We are faced with what should be an impossible situation. A man many believe to be too inarticulate and crazy ever to become President now occupies the Oval Office. How can this dichotomy exist? How can George Will and Dr. Dodes be right about Trump and, yet, he is President? Perhaps we should look for answers beyond those provided by the common consensus. Perhaps Lakoff and others in his field are on to something, that additional answers are to be found in the nexus of linguistics, cognitive science, and politics. Lakoff believes this might help a society avoid falling victim to demagoguery.

A thorough look at how conceptual metaphor was used – and not used – during the 2016 presidential campaign would aid progressives of all genders who seek political office avoid the mistakes made by those who have failed. As for that seeming master of the game now in the White House, we may have to consider the possibility that his sensational success may not be evidence of genuine genius; he may be an idiot savant.

A Voice

     Yesterday, while walking across UDC’s Dennard Plaza to get to a writing class in the College of Arts and Sciences building, I stopped to answer a call from my sister, a retired school teacher. She had just read something she said I had to read later for a good laugh, an article about the hilarious answers students have given to test questions. She read a few to me. They were really funny, some intentionally so, others given in complete innocence. One made me consider the ubiquity of irony. To the question, “Imagine that you lived at the same time as Abraham Lincoln. What would you say to him or ask him?”, the student wrote, “I’d tell him not to go to a play ever.” The irony was that the professor whose class I was on my way to when I stopped and listened to that story has been bringing Ford’s Theater to UDC and is doing so again in four days.

     The theaters in and around Washington, DC partner with local high schools and universities to provide and promote education in the theater arts (Woolly Mammoth with Howard University, Arena Stage with Georgetown University, etc.). Dr. La Tanya Rogers, a professor of English at UDC who is the former national vice president of the Black Theater Network, is the university’s go-to person for Ford’s Theater. She has been working with that theater’s arts education coordinator, Jennie Eng, to foster students’ interests and develop their creativity and skills. A couple of months ago, the two held an open workshop on campus to do just that.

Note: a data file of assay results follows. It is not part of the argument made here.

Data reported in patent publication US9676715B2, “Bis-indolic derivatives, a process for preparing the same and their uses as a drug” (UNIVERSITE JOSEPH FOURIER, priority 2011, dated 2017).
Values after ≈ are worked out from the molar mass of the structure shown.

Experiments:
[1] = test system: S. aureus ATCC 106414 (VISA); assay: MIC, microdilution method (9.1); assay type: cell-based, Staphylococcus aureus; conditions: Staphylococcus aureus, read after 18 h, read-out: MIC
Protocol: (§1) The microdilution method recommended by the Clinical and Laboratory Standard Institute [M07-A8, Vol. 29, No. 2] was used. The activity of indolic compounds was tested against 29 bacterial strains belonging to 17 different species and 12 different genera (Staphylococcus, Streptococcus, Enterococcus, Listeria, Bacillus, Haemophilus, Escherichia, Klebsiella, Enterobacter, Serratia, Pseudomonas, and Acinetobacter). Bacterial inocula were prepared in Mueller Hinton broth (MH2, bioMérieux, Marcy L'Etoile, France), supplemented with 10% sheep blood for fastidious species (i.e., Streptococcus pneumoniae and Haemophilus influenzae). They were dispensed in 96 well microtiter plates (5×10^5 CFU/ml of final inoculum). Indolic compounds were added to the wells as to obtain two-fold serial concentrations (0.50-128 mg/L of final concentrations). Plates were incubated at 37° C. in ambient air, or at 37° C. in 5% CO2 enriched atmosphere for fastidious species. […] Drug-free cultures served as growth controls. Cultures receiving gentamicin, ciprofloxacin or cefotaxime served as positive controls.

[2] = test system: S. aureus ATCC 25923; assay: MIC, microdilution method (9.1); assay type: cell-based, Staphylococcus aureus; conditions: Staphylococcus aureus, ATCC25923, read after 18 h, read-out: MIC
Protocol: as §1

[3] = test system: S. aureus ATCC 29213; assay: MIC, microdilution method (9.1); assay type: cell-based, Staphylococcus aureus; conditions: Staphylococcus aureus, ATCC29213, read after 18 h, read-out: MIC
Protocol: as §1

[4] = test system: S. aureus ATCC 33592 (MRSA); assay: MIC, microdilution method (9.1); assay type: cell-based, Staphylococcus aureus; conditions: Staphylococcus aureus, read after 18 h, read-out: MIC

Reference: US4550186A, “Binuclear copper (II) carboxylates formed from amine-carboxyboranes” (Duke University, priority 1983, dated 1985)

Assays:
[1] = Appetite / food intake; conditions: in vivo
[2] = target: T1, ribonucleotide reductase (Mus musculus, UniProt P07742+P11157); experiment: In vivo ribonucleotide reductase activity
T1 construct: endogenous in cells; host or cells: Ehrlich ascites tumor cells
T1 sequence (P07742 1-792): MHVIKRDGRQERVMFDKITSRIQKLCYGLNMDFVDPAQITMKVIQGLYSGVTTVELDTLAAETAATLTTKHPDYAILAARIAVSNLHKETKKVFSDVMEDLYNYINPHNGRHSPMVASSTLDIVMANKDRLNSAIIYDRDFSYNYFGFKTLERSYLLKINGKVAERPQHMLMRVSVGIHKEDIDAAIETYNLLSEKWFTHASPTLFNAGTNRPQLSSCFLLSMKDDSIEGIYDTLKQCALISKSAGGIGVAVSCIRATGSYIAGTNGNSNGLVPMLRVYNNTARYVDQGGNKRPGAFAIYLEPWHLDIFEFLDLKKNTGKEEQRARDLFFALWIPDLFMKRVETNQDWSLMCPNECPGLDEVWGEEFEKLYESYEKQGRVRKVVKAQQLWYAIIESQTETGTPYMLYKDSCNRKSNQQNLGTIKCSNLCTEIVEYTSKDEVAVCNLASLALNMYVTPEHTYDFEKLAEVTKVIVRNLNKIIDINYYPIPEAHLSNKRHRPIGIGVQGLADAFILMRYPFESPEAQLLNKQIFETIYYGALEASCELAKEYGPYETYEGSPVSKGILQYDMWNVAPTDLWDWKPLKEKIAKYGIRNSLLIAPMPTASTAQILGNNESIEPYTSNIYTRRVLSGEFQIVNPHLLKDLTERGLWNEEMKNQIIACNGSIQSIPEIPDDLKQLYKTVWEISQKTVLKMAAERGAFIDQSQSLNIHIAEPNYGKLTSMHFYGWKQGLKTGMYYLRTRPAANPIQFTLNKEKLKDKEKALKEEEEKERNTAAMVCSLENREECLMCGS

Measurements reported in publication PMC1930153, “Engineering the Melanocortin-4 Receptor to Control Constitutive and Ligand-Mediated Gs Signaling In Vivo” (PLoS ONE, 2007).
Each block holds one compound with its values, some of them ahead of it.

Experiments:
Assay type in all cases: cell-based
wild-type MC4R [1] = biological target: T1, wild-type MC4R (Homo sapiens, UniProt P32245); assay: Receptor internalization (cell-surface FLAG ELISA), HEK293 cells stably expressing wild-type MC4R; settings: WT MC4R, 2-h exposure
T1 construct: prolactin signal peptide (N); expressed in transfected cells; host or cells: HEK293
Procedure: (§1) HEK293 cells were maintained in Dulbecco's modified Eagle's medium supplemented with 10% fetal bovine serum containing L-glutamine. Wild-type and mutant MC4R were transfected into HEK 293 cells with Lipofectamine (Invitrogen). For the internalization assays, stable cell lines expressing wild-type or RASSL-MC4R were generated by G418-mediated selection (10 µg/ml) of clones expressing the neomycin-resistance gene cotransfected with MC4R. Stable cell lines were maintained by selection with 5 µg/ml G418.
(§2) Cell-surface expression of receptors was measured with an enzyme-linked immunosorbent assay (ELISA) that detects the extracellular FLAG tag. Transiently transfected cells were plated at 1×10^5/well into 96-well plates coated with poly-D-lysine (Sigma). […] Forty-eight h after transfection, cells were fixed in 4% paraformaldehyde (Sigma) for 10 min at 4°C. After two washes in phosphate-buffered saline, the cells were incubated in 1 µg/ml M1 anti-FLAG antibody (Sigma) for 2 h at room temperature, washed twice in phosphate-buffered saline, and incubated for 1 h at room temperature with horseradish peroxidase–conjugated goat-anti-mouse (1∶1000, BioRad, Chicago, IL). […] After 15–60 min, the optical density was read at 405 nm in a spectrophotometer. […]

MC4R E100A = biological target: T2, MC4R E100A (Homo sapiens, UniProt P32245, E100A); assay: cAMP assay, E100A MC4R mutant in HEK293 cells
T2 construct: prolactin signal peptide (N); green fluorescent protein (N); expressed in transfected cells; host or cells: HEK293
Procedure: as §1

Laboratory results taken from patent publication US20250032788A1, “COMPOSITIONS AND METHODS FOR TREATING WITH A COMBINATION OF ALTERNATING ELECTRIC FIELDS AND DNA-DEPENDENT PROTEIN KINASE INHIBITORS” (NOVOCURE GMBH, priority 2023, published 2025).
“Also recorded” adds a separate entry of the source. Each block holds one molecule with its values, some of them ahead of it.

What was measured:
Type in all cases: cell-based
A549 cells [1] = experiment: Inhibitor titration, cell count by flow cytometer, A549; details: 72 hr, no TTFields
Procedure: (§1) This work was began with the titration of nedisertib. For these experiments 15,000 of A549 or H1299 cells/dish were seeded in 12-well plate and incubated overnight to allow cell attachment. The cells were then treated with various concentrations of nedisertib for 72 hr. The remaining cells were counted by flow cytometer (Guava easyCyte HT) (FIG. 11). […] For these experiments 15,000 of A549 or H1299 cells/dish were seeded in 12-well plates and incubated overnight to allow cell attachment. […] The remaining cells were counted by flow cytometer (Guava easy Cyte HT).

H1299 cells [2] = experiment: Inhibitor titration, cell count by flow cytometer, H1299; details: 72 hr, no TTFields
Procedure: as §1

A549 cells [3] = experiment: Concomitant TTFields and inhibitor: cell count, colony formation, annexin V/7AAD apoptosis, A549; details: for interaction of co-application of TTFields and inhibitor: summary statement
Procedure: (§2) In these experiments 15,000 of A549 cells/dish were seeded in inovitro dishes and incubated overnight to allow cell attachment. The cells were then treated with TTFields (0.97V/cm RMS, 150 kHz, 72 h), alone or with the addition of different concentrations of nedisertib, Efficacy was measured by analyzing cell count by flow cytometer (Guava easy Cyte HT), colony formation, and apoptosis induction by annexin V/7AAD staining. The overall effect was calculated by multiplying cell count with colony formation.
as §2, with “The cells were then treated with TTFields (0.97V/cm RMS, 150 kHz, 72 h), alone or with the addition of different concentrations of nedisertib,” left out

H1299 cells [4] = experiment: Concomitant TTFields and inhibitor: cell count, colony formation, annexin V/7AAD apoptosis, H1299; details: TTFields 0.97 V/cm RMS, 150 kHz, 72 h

I did not attend. I thought I had escaped that exercise, but a few weeks ago, Dr. Rogers made the writing of a monologue an assignment for the students in her class. Only later did we learn Ms. Eng would be returning to campus and attending our class to listen to the monologues being read and to give feedback. That turned out to be an emotional experience for some students who had poured so much of themselves into their work. Some found it difficult to continue reading through their tears. My classmates had written impressive pieces, quite moving, and had left me wondering if mine was any good. I had gone in a different direction, had not placed myself in the work, and Ms. Eng had said early on that such work minus the self cannot be good.